Brigador (PC) Review

Brigador (PC) Review 1
Brigador (PC) Review 2
Played On: PC
CGM Editors Choice

When last I played Brigador, it was still early into its stint in Early Access on Steam, just shortly after I had done my preview for the game and I was completely. Still, I had this nagging fear in the back of my mind that, based on the current state of the game—what with no real sense of coherence or direction to the missions, and very little of the story and lore being on offer—that it might be pulling a double, or even triple stint in Early Access, if you catch my drift. Yet, here we are, but a few short months later, and I’m flabbergasted by just how well the whole experience has been wrapped up, polished, and otherwise made whole.

Now that I finally understand it, I’m free to share that the premise of Brigador is that on the eve of the death of Great Leader (a Kim Jong Il-style oppressive dictator), the capital city of Solo Nobre erupts in the fires of revolution. Your role, as it is played by various selectable mercenaries and their vehicles of war, is to assist (read: be paid lucratively to assist) in the uprising of one of two factions looking to fill the power vacuum that has opened up. Basically, you’re given a license to shoot, blast, bomb, stomp, smoosh, crush, zap, and otherwise obliterate the loyalist scum of the regime in an attempt to break its hold on the planet by destroying critical infrastructure, dismantling the orbital cannons used to keep the planet as isolationist as possible, or just downright murder the crap out of anything that stands in your way. And it’s all put to a stellar Synthwave soundtrack.

Reverence For Retro: Brigador Early Access Look 4If the basic premise of letting loose giant, hulking murder-mechs and terror-tanks on city districts literally full of destructibles and enemies is cool, then the execution is absolutely magnificent. The isometric camera perspective and sharply modern, yet brilliantly retro graphics are absolutely sold by the game’s lighting engine. Because the whole game takes place at night (and it’s alluded that it’s even just a single night), the weapon shots and particle effects tend to light the map up like something out of an 80’s dystopian film. And because quite literally everything save for the ground itself is destructible, there will be no shortage of opportunities to enjoy that fact.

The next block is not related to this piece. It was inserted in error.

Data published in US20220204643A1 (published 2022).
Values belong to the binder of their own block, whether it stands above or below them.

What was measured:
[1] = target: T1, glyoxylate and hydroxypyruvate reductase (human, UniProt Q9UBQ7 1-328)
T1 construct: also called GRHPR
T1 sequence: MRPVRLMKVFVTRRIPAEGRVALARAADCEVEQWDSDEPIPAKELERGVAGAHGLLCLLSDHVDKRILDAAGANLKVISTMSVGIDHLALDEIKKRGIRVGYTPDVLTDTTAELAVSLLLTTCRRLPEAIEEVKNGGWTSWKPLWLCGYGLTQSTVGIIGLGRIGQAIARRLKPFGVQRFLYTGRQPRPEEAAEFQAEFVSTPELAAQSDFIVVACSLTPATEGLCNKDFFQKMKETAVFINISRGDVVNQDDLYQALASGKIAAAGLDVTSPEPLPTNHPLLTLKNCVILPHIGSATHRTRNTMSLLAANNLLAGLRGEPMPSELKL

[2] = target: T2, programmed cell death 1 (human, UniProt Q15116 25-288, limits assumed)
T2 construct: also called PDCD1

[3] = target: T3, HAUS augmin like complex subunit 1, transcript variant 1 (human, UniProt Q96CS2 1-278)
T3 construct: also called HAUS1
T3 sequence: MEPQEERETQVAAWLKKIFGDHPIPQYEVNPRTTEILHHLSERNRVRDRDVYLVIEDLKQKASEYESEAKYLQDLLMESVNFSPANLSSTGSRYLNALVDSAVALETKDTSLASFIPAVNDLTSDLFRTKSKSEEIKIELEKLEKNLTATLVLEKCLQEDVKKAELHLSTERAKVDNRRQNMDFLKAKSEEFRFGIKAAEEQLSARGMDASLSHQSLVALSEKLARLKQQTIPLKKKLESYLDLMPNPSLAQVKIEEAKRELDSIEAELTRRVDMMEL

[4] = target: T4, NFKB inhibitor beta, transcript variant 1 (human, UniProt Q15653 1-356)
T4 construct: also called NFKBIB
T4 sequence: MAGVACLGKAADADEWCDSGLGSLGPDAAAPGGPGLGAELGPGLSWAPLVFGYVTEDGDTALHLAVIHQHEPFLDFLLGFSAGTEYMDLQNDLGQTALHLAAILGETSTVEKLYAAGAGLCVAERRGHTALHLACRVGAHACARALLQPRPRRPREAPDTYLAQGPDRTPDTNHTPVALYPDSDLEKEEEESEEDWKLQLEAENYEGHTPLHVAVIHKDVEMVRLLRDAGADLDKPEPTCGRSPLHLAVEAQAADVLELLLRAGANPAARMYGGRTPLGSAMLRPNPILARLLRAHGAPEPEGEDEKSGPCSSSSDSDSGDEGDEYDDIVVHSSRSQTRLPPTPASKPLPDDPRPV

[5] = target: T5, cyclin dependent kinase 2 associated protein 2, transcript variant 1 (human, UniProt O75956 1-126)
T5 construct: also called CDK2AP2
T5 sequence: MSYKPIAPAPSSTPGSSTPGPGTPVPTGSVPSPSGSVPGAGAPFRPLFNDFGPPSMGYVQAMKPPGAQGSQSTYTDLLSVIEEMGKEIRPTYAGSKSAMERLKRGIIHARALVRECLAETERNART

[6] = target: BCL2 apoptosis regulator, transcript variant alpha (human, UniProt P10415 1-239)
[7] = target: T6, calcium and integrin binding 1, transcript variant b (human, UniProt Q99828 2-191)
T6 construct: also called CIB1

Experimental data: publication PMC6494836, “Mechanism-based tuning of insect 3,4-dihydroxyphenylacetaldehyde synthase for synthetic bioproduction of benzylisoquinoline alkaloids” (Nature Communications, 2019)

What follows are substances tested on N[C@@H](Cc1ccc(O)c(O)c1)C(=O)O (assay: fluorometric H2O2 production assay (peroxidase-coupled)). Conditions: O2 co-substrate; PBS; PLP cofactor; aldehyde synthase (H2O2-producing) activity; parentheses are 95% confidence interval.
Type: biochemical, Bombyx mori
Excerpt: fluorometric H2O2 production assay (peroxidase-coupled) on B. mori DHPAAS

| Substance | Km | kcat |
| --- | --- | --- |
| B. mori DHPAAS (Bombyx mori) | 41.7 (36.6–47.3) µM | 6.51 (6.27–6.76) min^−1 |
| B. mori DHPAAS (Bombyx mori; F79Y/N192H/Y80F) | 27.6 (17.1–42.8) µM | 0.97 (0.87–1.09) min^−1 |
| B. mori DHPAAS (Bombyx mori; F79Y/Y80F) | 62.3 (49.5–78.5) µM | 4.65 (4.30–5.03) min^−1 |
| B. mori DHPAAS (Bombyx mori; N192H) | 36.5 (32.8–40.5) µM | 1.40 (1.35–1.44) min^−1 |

As alluded to above, as a mercenary, you’re in it for the money, which, in this case, is used to unlock all manner of new pilots, mechs, tanks, hover vehicles, weapons systems, special abilities, lore, and background info on all of the above. All of these are used to play and customize your own scenarios in the game’s Freelance mode. Where the Campaign missions offer four predetermined loadouts for the player to choose from, the Freelance mode is a veritable sandbox of destruction, giving the player complete control to play through all the same missions (and many more), but in any order and with any loadout they desire. Don’t go thinking that because the game is all about, quite literally, smashing the state, that it’s a cakewalk, either. I failed the third proper story mission more than a half dozen times, and with all four optional loadouts before I got past it—and the game only gets more intense from there.

What really sells me on the Brigador experience, though, is the variety. All the enemies you encounter are mix-n-matched vehicles and weapons that you yourself could play as—and there’s a lot to choose from. A couple dozen vehicles, all with varying quirks, styles, and weapon mounts. Spread out across several different categories and sizes, there are at least that many weapons to choose from as well. What’s more, each of the three factions in the game has very distinct visual styles and thematic similarities to accompany them. My personal favourite being some of the Mad Max-style totem pole amalgams of scrap cars made into tanks—they’re brilliantly unique.

On the whole, Brigador is one of the most shamelessly fun experiences I’ve had in a game in recent memory. Stylistically, it’s brilliant and beautiful. Thematically, it’s perfectly executed. The skill-based gameplay is supremely rewarding. And, perhaps most of all, it’s the kind of fun that takes me back to my childhood, face pressed against the glass of a tube TV, sitting on the carpet in the living room with a NES controller in hand, oblivious to the rest of the world. Frankly, if it had multiplayer, Brigador would be right about perfect.

Final Thoughts


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